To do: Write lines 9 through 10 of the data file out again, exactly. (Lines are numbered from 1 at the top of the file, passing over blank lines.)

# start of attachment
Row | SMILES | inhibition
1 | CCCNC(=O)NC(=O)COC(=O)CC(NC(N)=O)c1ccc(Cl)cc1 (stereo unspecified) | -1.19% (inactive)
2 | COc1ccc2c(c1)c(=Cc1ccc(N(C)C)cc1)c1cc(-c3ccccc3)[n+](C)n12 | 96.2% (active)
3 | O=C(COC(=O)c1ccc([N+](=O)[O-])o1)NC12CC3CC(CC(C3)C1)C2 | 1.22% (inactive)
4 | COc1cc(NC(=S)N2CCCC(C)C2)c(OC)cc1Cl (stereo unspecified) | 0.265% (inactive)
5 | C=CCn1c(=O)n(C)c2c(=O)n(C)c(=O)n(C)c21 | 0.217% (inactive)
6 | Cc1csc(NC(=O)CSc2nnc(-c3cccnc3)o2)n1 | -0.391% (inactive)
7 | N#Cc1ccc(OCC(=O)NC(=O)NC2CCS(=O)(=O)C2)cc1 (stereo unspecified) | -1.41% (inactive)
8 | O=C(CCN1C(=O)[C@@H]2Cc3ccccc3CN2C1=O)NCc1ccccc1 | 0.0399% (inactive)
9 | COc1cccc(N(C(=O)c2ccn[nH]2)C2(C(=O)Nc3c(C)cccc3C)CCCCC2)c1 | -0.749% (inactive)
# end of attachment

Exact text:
8 | O=C(CCN1C(=O)[C@@H]2Cc3ccccc3CN2C1=O)NCc1ccccc1 | 0.0399% (inactive)
9 | COc1cccc(N(C(=O)c2ccn[nH]2)C2(C(=O)Nc3c(C)cccc3C)CCCCC2)c1 | -0.749% (inactive)